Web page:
Isaac Larian, CEO of the company, Micro Games, that manufacture these dolls, said on Nightline that they “don't look trashy to me. I think trashy is in the eyes of the adults". Well then, the thing is Mr. Larian, you must be so blinded by the towering stacks of money that you can’t see the leather clad doll in high heels. To suggest that the “trash” is in our own degenerate minds is to ignore the effect culture plays in our development. We live in a sex-driven consumer society, and despite the CEO’s indignant stance that it is all in our heads, when a doll marketed to young children wears fishnets, it is obvious that sex is selling toys as well. And if one needs hard evidence, let’s look back at the popular dolls from previous generations. Raggedy Anne is positively homely compared to these new fashion dolls.

I find Bratz dolls offensive, not only for their trashy outfits and garish makeup but because of the way they are marketed to young girls. Bratz Kidz and Bratz Babyz are an attempt by the makers of Bratz Dolls to branch out into other markets, younger markets, markets that range from ages 2-5. And these dolls, on a subconscious level, are showing young girls, toddlers really, how to be sexy. Can’t we let little girls just be little for a while. All that will come soon enough. It is so sad to me that parents actually buy these dolls for their children. If parents didn’t buy them, then the market would fall out and production of these porn-tots would stop. As consumers, we have the power to change this, yet parents keep buying these tawdry toys for their young daughters.

I get really annoyed when mothers tell other mothers what to do, and take a self-righteous air. And yet in this case, as hypocritical as I am going to sound, I simply can’t help it. Parents who buy these toys seriously need a time-out! Even if you are not alarmed by their appearance, take a moment and think about what kind of imaginative play these dolls are promoting. They can wrap it up in any kind of friendship, fashion fun, girl-power bullshit they want, the truth is these dolls encourage girls to be consumer driven, beauty obsessed, sexually provocative and self-absorbed – basically, life values according to Paris Hilton. So unless we want our daughters to aspire to be nothing more than the next diva or starlet to grace the cover of Maxim, it is time to say “Enough already”.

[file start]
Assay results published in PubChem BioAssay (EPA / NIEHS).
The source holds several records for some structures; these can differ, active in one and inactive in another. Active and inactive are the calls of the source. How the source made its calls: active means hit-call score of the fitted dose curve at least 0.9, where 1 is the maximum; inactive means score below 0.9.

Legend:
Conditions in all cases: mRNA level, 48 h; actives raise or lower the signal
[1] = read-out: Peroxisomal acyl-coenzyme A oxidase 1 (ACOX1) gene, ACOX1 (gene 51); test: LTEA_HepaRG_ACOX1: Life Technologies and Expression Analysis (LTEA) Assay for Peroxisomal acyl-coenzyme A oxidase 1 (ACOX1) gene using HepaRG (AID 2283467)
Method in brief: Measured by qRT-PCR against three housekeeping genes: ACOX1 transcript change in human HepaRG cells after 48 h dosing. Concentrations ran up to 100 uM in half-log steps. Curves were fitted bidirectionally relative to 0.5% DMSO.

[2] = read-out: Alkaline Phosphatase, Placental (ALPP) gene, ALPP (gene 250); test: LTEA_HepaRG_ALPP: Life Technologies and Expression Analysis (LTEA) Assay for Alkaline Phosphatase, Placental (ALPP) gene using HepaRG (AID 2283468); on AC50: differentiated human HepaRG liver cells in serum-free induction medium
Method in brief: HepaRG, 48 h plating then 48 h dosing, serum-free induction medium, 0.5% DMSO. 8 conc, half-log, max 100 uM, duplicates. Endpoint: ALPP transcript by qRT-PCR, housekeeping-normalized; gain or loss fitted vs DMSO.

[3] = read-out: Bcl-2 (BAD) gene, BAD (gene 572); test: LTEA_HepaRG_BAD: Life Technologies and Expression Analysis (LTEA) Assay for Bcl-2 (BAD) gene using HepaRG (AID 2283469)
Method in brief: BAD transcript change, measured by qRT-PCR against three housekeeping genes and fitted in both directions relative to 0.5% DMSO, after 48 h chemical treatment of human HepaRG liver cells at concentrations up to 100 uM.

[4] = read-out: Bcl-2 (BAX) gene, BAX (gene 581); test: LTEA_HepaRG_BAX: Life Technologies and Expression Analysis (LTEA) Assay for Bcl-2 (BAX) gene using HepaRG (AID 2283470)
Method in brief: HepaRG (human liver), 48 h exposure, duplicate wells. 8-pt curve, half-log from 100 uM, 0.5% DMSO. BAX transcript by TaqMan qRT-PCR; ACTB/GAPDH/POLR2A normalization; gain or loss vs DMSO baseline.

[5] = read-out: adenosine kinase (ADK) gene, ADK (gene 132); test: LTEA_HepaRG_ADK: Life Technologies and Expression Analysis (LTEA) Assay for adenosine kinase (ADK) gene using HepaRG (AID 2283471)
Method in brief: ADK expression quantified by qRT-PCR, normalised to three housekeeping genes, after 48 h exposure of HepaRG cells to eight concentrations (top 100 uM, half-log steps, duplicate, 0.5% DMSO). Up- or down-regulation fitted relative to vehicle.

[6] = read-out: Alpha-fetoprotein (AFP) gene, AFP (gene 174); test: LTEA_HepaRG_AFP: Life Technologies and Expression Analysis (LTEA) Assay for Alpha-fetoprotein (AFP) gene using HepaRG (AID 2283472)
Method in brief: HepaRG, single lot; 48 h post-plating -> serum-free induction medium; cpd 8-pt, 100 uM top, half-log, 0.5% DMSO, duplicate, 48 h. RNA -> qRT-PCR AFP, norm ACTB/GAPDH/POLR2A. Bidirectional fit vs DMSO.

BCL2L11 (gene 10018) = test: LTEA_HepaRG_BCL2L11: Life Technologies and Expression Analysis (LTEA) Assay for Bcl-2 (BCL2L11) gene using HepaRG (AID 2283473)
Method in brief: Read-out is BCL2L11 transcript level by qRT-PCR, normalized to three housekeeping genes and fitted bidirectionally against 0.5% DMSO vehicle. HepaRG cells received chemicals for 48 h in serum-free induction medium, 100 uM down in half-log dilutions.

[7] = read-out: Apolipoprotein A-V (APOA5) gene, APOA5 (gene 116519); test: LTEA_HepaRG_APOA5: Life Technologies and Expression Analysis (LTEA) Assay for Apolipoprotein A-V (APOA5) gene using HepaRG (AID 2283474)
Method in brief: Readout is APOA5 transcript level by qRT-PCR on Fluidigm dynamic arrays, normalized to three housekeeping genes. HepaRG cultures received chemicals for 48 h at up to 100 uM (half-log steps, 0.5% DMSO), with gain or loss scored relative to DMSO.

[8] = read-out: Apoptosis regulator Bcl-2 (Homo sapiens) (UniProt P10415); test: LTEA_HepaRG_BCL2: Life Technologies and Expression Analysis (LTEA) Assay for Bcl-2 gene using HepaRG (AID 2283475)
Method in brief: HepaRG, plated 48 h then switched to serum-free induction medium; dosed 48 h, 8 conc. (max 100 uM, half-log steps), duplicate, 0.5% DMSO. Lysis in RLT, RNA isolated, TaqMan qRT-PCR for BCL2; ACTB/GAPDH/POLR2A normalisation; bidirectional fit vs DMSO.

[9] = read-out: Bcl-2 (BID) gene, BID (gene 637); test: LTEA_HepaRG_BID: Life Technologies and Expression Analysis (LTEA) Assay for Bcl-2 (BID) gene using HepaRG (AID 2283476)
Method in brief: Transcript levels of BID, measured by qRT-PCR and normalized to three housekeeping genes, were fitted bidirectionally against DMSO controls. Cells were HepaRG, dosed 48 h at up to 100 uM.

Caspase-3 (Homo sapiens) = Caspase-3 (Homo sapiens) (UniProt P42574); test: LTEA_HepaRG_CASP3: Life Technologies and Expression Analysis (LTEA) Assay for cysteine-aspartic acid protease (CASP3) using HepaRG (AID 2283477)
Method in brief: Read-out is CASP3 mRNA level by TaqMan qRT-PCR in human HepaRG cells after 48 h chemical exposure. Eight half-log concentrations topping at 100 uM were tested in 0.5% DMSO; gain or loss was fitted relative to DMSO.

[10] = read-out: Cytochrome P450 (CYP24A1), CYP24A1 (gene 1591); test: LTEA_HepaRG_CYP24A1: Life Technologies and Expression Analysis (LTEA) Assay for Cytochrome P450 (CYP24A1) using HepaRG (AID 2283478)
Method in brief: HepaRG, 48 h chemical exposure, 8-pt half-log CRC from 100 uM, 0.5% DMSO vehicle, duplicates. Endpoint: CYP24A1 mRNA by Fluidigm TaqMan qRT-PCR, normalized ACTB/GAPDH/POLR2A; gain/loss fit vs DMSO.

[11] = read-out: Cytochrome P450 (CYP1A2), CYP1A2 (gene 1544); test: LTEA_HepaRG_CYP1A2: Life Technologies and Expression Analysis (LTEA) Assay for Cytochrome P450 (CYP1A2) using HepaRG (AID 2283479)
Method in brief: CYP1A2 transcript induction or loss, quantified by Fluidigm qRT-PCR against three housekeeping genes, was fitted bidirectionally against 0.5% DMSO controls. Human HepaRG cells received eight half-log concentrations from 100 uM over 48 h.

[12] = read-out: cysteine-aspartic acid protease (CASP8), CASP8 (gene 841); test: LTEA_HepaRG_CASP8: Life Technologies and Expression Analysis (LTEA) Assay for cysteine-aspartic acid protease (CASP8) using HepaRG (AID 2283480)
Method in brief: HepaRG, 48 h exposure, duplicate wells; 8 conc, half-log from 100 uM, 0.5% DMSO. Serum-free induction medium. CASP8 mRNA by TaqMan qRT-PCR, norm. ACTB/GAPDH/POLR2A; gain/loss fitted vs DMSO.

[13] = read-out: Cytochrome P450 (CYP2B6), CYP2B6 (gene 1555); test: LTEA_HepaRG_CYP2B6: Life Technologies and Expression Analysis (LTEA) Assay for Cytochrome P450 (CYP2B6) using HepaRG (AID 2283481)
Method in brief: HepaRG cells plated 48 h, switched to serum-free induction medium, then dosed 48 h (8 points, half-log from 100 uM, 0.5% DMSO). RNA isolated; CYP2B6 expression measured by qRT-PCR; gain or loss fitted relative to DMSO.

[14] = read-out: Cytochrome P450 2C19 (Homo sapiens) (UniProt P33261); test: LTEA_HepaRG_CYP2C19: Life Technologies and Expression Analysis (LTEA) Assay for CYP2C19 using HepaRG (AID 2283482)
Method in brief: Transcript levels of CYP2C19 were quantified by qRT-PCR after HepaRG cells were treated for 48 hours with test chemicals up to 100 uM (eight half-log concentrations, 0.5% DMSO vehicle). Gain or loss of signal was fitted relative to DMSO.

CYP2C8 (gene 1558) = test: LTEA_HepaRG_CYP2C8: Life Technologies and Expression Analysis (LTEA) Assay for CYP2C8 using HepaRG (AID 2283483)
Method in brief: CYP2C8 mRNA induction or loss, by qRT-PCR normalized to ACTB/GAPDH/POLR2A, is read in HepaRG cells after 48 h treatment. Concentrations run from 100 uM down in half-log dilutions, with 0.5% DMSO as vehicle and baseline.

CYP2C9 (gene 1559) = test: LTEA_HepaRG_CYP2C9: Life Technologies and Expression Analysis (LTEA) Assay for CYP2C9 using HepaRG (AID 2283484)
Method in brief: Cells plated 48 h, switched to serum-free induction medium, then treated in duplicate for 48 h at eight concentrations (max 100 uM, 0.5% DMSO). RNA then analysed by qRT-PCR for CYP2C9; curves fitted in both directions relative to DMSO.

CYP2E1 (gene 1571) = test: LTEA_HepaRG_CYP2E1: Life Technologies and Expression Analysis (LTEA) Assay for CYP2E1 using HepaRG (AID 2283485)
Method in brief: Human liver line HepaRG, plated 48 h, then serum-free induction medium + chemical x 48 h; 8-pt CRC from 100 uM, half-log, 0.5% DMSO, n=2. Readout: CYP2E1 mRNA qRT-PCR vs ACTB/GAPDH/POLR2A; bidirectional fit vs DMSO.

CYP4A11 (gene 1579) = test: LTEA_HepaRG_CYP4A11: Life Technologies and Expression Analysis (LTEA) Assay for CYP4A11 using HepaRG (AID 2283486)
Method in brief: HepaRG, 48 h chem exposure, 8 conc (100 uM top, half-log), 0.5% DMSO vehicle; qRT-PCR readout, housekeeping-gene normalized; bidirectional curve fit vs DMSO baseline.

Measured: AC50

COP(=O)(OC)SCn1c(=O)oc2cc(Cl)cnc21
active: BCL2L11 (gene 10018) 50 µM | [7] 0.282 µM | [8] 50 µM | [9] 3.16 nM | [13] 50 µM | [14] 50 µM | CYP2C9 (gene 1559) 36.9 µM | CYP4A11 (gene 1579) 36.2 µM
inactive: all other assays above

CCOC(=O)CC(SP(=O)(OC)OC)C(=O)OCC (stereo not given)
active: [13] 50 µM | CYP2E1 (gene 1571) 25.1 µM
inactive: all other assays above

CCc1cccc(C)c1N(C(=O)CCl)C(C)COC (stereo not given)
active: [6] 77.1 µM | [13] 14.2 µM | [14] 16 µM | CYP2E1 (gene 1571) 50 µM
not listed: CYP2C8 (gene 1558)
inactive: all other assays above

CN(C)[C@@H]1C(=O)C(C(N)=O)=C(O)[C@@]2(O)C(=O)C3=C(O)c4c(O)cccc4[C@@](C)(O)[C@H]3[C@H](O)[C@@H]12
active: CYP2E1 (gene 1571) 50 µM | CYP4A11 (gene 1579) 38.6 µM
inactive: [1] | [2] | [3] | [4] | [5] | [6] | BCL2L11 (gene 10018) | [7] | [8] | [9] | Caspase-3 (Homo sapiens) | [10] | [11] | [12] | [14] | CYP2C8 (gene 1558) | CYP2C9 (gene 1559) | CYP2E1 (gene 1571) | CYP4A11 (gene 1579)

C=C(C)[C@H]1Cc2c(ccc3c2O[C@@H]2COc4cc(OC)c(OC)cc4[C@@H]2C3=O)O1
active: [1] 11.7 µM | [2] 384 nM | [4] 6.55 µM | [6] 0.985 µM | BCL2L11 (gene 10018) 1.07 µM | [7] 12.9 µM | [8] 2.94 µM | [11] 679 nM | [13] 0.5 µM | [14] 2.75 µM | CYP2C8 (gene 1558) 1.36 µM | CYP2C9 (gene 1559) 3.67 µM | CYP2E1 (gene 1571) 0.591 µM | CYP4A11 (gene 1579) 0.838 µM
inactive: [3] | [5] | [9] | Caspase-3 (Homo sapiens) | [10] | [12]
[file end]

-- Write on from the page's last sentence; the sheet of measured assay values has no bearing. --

Thursday, June 14, 2007

Wasting my time in Margaritaville, otherwise known as facebook

I signed up for facebook because I wanted to see what all the fuss was about. People I care about were spending a lot of time on facebook and I kept getting requests to be their friend, although I thought I already was. I worried that they were spending too much time connecting over their computers and not enough time interacting in person. There is something to be said for the now outdated fashion of inviting someone into your home and talking face to face while sharing a glass of wine. It seems fewer people actually have the time or inclination to socialize in this outmoded, quaint style. There are blogs, chat rooms, forums, myspace and now facebook.

People are connecting and networking in new ways, and not all of them seem beneficial. I’m not interested in being poked, spanked, having sheep thrown at me, bitten by a zombie, given virtual cosmopolitans, bought or sold, rated by hotness, or any other immature time wasting debauchery. And then there are the quizzes: what kind of drunk are you, what personality disorder do you have, what colour is your heart, what kind of lover are you, how smart are you, how hot are you, what do men see in you, what 1950’s pin-up model are you, and the list goes on. The worst part of this is that it is your friends who are sending you these annoying requests, because if they took the quiz they have to invite 20 of their friends to install the application to get their results. Very sneaky indeed.

Despite these very real and annoying applications, I have found, much to my initial skepticism, that facebook is fun and even, at times, a great business tool. I even created my own Palimpsest Press facebook group, where I can create discussion threads, post upcoming events, email members about new titles and readings, add links and upload video and audio clips.